“Mama,” he murmured, lifting his head and thinking silently to himself that he needed to ensure that his valet was given some sort of reward for the concoction he had made Grayson drink, for it truly had done wonders. “I hear that you have received a note of some sort?” He tried to keep his voice light as he came to sit down opposite his mother at the dining room table, where she was breaking her fast. “What is it that concerns you so?”
Lady Whitehaven, he noted, looked a little distraught, which he found to be a little concerning. His mother was usually quite at ease, with a ready smile and a welcoming word or two, but now she was tightlipped with a sharp look in her eye. Her brows knotted.
“Whatever happened to you?” she asked, sounding a little horrified. “Your eye, it is quite bruised and swollen!”
Grayson waved a hand. “It is nothing that should concern you,” he replied, desperate for his mother to ignore it. “Tell me about the letter. You received it this morning, I understand.”
“I did, yes,” Lady Whitehaven proclaimed, straightening in her seat. “A note that I have found quite extraordinary and certainly have very little idea as to what I ought to do about it.”
Grayson swallowed hard, his hands tightening into fists underneath the table.
“Do you not wish for something to drink?” his mother continued, her tone a little gentler as she gestured to the waiting cups and saucers. “Pray, do not allow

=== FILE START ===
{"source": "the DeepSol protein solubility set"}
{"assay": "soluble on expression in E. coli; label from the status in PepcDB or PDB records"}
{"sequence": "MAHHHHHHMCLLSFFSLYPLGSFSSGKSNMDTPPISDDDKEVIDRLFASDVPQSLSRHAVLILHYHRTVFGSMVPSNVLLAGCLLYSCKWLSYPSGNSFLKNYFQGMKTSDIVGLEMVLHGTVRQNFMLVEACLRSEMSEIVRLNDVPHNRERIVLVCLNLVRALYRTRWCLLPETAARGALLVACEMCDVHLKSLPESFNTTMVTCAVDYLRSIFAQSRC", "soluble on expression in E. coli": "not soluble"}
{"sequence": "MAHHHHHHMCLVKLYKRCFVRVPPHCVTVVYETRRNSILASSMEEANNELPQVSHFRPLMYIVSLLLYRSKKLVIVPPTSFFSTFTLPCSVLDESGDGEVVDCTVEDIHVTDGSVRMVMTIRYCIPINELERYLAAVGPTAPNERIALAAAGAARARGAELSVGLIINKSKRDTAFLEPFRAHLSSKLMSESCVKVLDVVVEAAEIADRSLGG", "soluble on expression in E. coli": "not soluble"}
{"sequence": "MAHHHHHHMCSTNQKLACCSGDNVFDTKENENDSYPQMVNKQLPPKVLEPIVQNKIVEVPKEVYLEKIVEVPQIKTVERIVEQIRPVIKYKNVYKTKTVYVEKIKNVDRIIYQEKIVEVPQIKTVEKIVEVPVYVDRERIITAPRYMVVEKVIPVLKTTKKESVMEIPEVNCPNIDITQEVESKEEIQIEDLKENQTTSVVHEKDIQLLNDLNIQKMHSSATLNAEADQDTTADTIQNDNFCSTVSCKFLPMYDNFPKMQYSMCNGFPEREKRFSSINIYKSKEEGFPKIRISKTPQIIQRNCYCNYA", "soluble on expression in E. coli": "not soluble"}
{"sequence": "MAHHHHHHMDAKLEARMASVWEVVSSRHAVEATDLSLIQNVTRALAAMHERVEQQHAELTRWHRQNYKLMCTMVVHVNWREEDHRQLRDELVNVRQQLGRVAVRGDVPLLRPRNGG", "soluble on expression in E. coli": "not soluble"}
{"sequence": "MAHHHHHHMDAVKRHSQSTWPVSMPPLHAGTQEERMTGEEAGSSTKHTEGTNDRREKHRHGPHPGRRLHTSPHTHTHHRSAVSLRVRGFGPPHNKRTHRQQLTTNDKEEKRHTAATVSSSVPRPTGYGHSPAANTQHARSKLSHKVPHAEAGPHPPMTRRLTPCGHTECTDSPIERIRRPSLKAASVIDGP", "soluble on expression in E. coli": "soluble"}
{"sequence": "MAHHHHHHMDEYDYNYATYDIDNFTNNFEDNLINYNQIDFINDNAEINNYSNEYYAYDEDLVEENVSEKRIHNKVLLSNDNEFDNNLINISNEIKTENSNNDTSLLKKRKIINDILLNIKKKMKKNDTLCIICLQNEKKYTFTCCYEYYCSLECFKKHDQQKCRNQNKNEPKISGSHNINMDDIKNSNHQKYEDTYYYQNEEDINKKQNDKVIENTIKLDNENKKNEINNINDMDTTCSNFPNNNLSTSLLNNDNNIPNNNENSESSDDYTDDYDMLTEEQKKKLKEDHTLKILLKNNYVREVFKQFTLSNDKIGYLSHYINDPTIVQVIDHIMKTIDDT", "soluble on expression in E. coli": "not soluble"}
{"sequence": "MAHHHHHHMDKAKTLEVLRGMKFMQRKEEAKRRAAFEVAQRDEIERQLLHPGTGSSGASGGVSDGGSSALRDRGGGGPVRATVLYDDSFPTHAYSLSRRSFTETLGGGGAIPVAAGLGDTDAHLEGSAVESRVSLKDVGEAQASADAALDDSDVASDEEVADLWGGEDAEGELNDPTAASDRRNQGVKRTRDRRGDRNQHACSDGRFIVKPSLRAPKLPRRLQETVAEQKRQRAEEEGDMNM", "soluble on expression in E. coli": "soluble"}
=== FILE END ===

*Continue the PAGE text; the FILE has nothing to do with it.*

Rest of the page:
Shaking his head, Grayson gave her a tight smile, trying to calm his frantically beating heart and praying that his mother would not lose her temper with him when she discovered the truth of his gambling.
He blinked rapidly, staring at his mother and seeing her brows lift in evident awareness of his astonishment.
“I am quite at a loss!” Lady Whitehaven continued, gesticulating furiously. “This gentleman – a Viscount Irving – has stated that he wishes to court Dinah and seeks my permission to do so. I cannot understand it, Grayson. Truly, I cannot!”
Grayson swallowed hard, feeling his heart flood with both relief and an overwhelming sense of anxiety as he thought about Dinah. The idea of her being courted by a gentleman – any gentleman, in fact – ought to bring him a good deal of joy, but instead he felt himself reject Lord Irving entirely, even though he knew nothing of the fellow.
“Might I ask why you are so disturbed over this letter, Mama?” he asked, trying to make sense of his mother’s reaction. “Surely this is to be expected, given that Dinah is out.”
Lady Whitehaven shook her head firmly. “Lord Irving has danced only once with Dinah, Grayson,” she explained, her brow lowering. “Only once, you understand.” Her lips twisted, as though this was something truly regrettable. “He does not know Dinah at all. He has not called upon her, taken tea with her, nor suggested that they might take a turn about the park together or anything of a similar nature. I am not inclined to accept a gentleman’s request to court her when it seems he does not know her at all!”
Grayson, rather relieved at this but aware that he could not reveal an eagerness about the matter, tried to appear nonchalant. “But all the same, Mama, it may be that he has simply taken a liking to Dinah and wishes to court her. That cannot be a bad thing, surely?”